Containing Michael Vick won't be easy

IRVING, Texas -- Paul Pasqualoni did not need to look at any of the games Michael Vick played this year to be convinced of the greatness of the Philadelphia Eagles quarterback.

The Dallas Cowboys' defensive coordinator remembers Oct. 21, 2000, when he was the head coach at Syracuse and Vick was at Virginia Tech. Pasqualoni's defense sacked Vick eight times, including 4.5 by Dwight Freeney, and had held him to 75 yards passing and just 9 yards rushing.

But with 1:34 left in the game, Vick ran 55 yards for a game-clinching touchdown and a 22-14 victory for the Hokies.

That Vick and this Vick, however, are completely different players.

That Vick -- and the Vick that excelled in Atlanta -- was more of a rushing threat, and teams dared him to beat them with his arm. This Vick is in the MVP race because he is a passer, too.

This Vick remains a dangerous running threat with 467 rushing yards and six touchdowns. By comparison, the Cowboys are led by Felix Jones' 531 yards and have just seven rushing touchdowns as a team.

This Vick has a 105.7 passer rating, which is second-best in the NFL. His two interceptions are the fewest among starters. His 63.8 completion percentage is by far the best of his career.

"We've got to play him like a quarterback and make him one-dimensional," outside linebacker Anthony Spencer said. "We have to take away the things he wants to do and make him do what we want him to do."

Pasqualoni knows that is easier said than done.

In the Cowboys' past two games, they had to prepare for two of the best pocket passers in the NFL: New Orleans' Drew Brees and Indianapolis' Peyton Manning. The goal was to make the quarterback feel uncomfortable in the pocket if they could not sack him. Sometimes it worked. Sometimes it didn't.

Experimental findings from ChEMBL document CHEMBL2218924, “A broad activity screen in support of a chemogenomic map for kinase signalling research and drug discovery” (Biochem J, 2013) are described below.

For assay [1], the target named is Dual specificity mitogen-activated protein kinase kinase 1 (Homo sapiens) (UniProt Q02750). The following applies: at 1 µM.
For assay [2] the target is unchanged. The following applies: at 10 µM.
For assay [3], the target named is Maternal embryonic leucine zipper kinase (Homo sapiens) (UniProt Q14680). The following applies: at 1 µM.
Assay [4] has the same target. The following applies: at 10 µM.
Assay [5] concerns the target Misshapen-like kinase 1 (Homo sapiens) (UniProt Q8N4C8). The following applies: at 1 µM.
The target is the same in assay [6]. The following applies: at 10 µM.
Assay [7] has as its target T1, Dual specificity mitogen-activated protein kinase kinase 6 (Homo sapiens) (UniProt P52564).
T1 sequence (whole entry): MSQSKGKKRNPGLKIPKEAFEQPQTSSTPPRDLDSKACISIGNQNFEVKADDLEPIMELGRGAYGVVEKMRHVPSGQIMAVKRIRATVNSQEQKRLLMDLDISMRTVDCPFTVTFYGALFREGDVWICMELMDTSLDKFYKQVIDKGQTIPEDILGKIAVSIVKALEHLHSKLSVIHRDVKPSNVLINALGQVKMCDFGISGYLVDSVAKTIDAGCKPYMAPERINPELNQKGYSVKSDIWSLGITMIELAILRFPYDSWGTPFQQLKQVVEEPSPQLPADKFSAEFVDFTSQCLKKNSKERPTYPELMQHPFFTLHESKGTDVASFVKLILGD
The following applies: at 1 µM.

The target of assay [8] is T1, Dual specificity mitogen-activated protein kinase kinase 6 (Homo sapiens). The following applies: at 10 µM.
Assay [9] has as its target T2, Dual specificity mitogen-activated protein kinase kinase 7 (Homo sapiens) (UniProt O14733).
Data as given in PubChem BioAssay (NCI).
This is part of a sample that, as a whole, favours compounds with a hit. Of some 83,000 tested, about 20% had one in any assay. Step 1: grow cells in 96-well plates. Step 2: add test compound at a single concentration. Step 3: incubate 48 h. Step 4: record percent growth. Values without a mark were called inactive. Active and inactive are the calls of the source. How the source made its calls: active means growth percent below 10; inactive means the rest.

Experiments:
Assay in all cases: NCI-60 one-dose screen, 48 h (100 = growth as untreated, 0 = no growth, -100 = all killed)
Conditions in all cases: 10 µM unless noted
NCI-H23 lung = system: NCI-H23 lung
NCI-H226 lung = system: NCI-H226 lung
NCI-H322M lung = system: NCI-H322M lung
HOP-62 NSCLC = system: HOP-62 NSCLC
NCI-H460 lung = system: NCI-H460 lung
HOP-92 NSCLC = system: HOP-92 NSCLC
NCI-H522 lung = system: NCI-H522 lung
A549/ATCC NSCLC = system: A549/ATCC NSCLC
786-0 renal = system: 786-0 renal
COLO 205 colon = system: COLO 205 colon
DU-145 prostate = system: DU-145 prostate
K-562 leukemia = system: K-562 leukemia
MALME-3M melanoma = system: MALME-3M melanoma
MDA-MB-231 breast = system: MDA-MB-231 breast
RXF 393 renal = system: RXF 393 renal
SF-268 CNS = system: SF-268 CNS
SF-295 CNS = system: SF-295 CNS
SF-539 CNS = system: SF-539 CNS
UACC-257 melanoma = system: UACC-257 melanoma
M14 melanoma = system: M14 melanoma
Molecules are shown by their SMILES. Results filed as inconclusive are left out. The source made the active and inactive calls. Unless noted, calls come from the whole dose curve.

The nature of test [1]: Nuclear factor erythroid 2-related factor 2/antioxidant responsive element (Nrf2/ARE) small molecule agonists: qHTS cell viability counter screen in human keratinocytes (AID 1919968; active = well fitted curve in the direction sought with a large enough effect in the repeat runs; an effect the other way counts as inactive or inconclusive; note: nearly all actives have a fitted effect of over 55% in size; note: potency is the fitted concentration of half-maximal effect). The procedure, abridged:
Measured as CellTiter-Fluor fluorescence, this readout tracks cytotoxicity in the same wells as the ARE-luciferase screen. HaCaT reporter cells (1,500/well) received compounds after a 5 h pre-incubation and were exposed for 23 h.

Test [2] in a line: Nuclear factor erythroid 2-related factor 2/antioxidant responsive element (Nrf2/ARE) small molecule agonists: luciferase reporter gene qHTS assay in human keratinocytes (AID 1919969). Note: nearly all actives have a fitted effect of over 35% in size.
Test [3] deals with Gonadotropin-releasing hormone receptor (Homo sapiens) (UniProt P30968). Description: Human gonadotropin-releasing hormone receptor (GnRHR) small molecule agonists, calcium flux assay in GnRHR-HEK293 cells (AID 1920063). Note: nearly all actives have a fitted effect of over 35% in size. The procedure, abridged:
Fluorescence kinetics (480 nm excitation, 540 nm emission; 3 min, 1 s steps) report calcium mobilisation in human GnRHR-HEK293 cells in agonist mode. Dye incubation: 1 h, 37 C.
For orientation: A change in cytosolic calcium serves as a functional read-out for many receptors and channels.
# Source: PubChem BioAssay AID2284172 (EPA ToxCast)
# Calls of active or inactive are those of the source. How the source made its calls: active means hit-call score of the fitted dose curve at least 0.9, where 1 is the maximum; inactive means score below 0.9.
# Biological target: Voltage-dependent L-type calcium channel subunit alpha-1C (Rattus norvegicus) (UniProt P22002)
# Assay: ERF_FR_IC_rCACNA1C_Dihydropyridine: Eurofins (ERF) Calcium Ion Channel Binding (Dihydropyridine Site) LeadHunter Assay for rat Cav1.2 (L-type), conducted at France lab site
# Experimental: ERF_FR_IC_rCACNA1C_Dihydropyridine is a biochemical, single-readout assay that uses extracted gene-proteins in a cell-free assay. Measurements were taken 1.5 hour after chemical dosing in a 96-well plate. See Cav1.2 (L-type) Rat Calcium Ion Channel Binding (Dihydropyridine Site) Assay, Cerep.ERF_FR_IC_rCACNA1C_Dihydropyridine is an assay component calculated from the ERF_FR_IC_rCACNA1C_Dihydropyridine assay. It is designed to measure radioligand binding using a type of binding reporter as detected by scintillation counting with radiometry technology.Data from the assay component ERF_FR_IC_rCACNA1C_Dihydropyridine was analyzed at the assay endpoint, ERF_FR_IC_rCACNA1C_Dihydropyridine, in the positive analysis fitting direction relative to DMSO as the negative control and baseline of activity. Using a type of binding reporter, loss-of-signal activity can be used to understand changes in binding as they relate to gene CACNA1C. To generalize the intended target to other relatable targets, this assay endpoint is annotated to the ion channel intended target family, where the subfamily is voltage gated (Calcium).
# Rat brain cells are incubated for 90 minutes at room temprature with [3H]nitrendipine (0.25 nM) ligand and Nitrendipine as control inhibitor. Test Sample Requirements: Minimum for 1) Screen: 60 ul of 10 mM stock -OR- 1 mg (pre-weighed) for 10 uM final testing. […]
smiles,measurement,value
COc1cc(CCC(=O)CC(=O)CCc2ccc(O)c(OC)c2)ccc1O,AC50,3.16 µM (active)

"It's about containing him," defensive end Stephen Bowen said. "He's a special athlete, probably the best athlete on the field, hands down. You don't want to get caught out of position where you cause a lane to open and he can run 40 yards. You don't want to rush very cautious. You still want to rush reckless, but you've got to have your eyes wide open."

Philadelphia has lost just one game with Vick as its starter, a 31-26 defeat to Chicago last week. Vick still threw for 333 yards and ran for 44 yards against the Bears. He threw two touchdown passes, but he was picked off once, sacked four times and fumbled four times (although he did not lose any).

"Chicago had some structure and discipline," Pasqualoni said. "There's a fine line there. You don't want to handcuff anybody. You don't want to make the guys rushing the passer robots. They have to have freedom to go rush the passer full speed, so you've got to have balance there, and Chicago had as good a balance as you could expect to have."

Chicago plays mostly zone. Since taking over as defensive coordinator, Pasqualoni has used more zone coverage than former head coach Wade Phillips. According to ESPN Stats and Information, the Cowboys have brought added pressure just 21.4 percent of the time on opposing passing plays, which is fourth-lowest over the past month. Under Phillips, they brought pressure on 47.6 percent of opponent pass plays, the third-highest rate in the league.

As a result, the opponent's average yards per pass attempt have gone from 8.4 in the first eight games to 6.5 in the past four.

"It's a huge challenge," Pasqualoni said. "I wish I had the answer. I didn't have the answers in college. I don't have the answers right now. The answer is the talent in the room and the guys. We've got to play and we've got to make plays. That's the way it's going to have to be."

Todd Archer covers the Cowboys for ESPNDallas.com. You can follow him on Twitter or leave a question for his mailbag.